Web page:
The game contains three difficulty modes, unlimited, normal and insane. Unlimited gives you just that, unlimited lives, and the normal mode restricts you to three lives. As for the insane difficulty, I don’t have a clue what pain that will unleash as I haven’t unlocked it…yet. Don’t think just because you select the unlimited lives that the game will be easy to beat. The long distances between checkpoints and the fact that it only takes a solitary hit to lose a life will keep an easy victory well at bay. This could easily lead to frustration amongst younger players who are more accustomed to today’s friendly coddling style of gameplay which all too often allows you to use extra lives to coast through level after level of a game with very little effort and without really earning it. Tackling R-Type will give you true sense of accomplishment.

Players also have their choice of three control schemes, all of which can be reversed for left-handed players and all have an optional “auto-fire” mode.

  • Touch – Touch any where on the left 3/4 of the screen and drag your finger to move the ship. Buttons are available on the right to control your Force module and the fire button.
  • Tilt and Touch – Tilt your device in the direction you want to move, or if quick movements are necessary, it has the same control options as Touch mode, and includes the Force and Fire buttons to the right as well.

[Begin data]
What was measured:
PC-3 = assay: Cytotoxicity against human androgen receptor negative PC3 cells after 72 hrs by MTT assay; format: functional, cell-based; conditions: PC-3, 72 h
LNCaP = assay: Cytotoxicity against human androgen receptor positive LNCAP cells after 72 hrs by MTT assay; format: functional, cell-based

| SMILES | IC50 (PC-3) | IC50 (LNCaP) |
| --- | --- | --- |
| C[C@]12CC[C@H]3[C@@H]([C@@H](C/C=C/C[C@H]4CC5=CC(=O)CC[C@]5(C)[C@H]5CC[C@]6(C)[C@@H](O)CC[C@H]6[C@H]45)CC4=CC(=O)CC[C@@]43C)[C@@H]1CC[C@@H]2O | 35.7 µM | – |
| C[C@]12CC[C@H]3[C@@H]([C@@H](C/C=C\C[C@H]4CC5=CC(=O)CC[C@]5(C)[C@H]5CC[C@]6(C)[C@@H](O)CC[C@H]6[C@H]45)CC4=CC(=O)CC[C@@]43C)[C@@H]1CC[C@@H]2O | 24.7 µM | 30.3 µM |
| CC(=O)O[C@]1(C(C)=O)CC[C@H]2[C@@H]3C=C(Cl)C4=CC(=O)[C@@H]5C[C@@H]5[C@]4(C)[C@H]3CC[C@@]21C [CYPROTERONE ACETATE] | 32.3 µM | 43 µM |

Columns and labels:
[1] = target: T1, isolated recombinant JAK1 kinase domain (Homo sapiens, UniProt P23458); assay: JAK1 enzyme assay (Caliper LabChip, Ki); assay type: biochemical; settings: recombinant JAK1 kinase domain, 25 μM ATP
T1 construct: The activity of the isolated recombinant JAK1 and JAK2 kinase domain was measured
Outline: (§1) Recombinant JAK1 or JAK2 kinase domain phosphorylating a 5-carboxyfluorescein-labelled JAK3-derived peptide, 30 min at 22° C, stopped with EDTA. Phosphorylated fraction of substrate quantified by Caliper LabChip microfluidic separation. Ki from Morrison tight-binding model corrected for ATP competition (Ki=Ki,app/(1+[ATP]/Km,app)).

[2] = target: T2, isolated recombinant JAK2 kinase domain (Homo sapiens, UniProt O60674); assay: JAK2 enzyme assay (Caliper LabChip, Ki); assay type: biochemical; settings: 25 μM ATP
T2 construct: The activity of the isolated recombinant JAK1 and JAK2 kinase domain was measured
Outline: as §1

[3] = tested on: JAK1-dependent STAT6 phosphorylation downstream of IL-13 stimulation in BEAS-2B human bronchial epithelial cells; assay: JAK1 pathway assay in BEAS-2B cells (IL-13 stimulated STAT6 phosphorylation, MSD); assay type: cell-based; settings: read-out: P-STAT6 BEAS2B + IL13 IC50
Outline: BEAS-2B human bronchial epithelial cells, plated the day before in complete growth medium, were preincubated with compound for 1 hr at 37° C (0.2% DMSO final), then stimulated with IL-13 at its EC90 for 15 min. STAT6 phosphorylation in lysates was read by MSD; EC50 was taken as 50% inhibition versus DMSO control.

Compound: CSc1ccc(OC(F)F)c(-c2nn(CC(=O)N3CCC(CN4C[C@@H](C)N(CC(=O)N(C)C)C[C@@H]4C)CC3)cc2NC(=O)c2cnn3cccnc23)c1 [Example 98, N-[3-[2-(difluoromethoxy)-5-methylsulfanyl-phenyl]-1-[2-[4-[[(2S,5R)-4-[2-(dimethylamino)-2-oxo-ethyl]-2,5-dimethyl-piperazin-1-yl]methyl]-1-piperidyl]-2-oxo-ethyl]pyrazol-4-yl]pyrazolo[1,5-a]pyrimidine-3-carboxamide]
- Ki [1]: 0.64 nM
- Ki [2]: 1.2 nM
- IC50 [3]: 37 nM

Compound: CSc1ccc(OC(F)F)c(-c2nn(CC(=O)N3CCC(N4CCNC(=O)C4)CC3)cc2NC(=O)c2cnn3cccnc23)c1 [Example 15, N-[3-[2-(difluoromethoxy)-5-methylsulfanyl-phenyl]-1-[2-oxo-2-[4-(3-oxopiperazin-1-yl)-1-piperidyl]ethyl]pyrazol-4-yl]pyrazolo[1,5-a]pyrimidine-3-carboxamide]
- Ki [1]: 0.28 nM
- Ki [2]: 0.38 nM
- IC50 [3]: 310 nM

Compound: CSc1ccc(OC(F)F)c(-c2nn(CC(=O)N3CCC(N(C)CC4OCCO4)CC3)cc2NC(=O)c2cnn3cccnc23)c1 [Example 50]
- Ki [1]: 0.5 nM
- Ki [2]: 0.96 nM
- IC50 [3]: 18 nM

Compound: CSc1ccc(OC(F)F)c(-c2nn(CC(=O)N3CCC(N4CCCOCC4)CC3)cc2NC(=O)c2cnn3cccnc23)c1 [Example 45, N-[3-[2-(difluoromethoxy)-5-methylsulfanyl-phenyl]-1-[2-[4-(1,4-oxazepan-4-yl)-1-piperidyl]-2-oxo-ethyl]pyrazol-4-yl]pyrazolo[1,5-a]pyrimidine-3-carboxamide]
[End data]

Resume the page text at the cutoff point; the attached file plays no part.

• Coin-op – Looks like you are standing at a coin-op arcade cabinet and you have a virtual d-pad on the left and a Force and Fire button on the right.

While I found each of these control schemes worked well, none is without at least some issue, albeit a minor one. The coin-op mode’s cabinet view while a cool effect, really shrinks everything down too much, so I definitely favored the other two options. The tilt controls are very responsive, but are sometimes just not quick enough for the game’s more hair raising sections. That leaves the Touch option, which works perfectly, except that occasionally your finger can obscure oncoming enemies until it’s too late. All things considered, touch mode with auto-fire is the way to go!

R-Type’s graphics and sound are most decidedly and wonderfully retro. At times the color palate can look a tad bit over-saturated, but this adds to the nostalgic feel and authenticity of the game. That being said, all of the ‘Aliens’-inspired graphics look crisp on my iPhone’s display. The game’s chip music soundtrack and coin-op era sound effects are sweet music to my “child of the 80’s” ears. For retro gaming fans, R-Type offers a real feast for the senses.

In Conclusion

R-Type’s influence on other games is undeniable and the fact that it keeps getting ported to each new gaming device is a testament to it’s appeal and staying power. EA Mobile’s version of this challenging coin-op classic hold’s true to it’s roots and is a title that belongs in everyone’s iPhone gaming catalog. At the low price of just $1.99 there is no excuse not to pick this up!

NOTE: This review previously appeared on Games Uncovered.

Screenshots

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One comment on “R-Type Is Most Decidedly and Wonderfully Retro